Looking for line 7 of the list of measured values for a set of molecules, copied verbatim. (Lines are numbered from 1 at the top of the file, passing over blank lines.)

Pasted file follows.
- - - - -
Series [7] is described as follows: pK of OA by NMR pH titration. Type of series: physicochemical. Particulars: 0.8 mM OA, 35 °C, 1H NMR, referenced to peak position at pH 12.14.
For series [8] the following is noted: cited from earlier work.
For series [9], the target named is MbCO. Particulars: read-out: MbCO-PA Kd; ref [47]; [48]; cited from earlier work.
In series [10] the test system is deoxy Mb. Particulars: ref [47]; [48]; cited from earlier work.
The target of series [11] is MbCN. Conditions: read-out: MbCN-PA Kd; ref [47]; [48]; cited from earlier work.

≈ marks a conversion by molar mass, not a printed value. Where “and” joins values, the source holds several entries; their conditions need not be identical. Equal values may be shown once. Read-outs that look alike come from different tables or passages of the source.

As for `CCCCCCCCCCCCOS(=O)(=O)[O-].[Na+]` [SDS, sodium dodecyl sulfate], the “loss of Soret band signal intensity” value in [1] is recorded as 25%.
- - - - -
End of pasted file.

As for `CCCCCCCCCCCCOS(=O)(=O)[O-].[Na+]` [SDS, sodium dodecyl sulfate], the “loss of Soret band signal intensity” value in [1] is recorded as 25%.